SUPREME COURT OF THE STATE OF NEW YORK Appellate Division, Fourth Judicial Department
April 24, 2009
THE PEOPLE OF THE STATE OF NEW YORK, RESPONDENT,
BILLY G. WILLIAMS, DEFENDANT-APPELLANT.
Appeal from a judgment of the Onondaga County Court (Joseph E. Fahey, J.), rendered June 5, 2006. The judgment convicted defendant, upon a jury verdict, of burglary in the second degree, petit larceny, criminal possession of a controlled substance in the third degree, criminal possession of a controlled substance in the fourth degree and criminal possession of a controlled substance in the seventh degree.
Published by New York State Law Reporting Bureau pursuant to Judiciary Law § 431.
This opinion is uncorrected and subject to revision before publication in the Official Reports.
PRESENT: MARTOCHE, J.P., SMITH, CENTRA, FAHEY, AND PINE, JJ.
It is hereby ORDERED that the judgment so appealed from is unanimously affirmed.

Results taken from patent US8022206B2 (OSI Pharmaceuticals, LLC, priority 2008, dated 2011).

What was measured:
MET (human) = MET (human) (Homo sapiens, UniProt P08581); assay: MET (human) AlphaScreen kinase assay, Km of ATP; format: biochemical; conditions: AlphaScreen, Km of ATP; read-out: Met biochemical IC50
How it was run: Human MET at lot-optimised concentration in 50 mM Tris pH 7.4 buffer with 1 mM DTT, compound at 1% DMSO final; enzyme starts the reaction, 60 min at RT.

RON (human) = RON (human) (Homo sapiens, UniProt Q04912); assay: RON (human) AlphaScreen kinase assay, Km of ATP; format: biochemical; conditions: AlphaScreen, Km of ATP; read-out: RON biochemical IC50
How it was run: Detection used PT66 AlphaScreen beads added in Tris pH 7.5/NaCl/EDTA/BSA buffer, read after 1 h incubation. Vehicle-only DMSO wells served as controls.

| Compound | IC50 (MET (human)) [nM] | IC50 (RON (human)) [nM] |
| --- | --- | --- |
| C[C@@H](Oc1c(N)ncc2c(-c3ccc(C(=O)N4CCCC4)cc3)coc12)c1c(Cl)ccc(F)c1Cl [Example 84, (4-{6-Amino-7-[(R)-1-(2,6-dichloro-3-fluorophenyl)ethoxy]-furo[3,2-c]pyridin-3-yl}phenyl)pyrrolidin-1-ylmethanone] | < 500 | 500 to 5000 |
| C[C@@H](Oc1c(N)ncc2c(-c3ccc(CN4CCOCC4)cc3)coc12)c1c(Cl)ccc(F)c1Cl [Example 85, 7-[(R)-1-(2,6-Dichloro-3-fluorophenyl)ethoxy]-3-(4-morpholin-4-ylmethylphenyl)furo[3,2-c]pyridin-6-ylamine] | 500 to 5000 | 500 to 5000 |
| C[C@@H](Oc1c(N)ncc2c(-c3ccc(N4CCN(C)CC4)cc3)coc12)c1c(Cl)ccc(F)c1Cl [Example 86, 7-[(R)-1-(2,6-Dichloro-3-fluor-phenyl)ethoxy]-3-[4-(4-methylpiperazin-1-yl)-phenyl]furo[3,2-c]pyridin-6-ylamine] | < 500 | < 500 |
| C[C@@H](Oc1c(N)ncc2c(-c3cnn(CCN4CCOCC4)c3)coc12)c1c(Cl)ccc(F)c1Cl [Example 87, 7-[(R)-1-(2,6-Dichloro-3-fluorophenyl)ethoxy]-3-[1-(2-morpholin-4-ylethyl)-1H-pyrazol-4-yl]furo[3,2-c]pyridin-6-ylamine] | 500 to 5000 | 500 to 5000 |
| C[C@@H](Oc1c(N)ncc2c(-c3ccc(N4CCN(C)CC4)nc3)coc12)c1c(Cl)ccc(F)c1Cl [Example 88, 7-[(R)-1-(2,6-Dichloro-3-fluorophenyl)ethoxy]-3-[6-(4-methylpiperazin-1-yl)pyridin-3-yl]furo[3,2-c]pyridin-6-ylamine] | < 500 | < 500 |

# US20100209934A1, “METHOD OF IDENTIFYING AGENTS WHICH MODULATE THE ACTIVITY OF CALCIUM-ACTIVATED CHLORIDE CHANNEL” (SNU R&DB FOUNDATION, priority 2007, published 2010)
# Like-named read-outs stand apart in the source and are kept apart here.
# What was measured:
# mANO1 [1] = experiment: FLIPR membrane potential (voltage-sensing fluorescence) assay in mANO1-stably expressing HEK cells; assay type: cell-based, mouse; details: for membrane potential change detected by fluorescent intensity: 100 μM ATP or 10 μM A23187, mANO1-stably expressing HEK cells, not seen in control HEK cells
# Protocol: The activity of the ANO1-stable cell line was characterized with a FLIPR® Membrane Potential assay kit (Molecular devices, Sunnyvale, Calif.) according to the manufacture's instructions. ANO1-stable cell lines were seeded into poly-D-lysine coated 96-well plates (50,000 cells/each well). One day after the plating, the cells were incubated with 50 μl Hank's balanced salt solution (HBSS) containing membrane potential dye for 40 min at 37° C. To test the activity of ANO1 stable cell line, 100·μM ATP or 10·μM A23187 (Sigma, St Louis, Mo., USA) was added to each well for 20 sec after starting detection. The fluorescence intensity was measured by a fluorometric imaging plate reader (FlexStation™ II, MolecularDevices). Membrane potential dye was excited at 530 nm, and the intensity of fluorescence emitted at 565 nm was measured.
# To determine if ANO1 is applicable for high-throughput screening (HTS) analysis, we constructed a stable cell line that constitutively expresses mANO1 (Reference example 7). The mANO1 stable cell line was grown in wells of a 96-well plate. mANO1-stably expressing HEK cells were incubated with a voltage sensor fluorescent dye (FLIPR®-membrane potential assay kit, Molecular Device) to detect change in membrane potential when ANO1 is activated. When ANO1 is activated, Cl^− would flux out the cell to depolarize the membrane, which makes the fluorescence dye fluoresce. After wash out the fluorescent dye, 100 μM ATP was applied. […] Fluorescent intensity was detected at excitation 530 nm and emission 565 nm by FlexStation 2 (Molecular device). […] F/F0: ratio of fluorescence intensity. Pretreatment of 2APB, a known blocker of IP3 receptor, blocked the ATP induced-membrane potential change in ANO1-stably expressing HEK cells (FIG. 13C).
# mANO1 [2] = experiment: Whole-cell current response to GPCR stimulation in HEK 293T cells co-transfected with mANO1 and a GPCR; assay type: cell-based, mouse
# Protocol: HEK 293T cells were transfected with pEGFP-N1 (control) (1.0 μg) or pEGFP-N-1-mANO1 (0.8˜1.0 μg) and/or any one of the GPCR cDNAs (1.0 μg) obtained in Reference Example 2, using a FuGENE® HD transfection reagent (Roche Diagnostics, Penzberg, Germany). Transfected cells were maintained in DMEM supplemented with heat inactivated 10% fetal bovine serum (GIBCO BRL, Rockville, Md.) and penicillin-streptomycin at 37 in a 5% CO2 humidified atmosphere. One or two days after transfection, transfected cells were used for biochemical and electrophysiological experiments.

Defendant appeals from a judgment convicting him upon a jury verdict of, inter alia, burglary in the second degree (Penal Law § 140.25 ) and criminal possession of a controlled substance in the third degree (§ 220.16 ). Defendant contends that County Court's response to a question from the jury during deliberations was improper. Defendant agreed to the court's proposed response, however, and thus waived his present contention (see generally People v Barner, 30 AD3d 1091, lv denied 7 NY3d 809; People v Hicks, 12 AD3d 1044, lv denied 4 NY3d 799). We reject the further contention of defendant that he was denied the right to effective assistance of counsel based on the failure of defense counsel to challenge the legal sufficiency of the evidence on specific grounds and to make certain objections. Rather, viewing defense counsel's representation as a whole, we conclude that defendant received effective assistance of counsel (see generally People v Baldi, 54 NY2d 137, 147). Finally, viewing the evidence in light of the elements of the crimes as charged to the jury (see People v Danielson, 9 NY3d 342, 349), we conclude that the verdict is not against the weight of the evidence (see generally People v Bleakley, 69 NY2d 490, 495).
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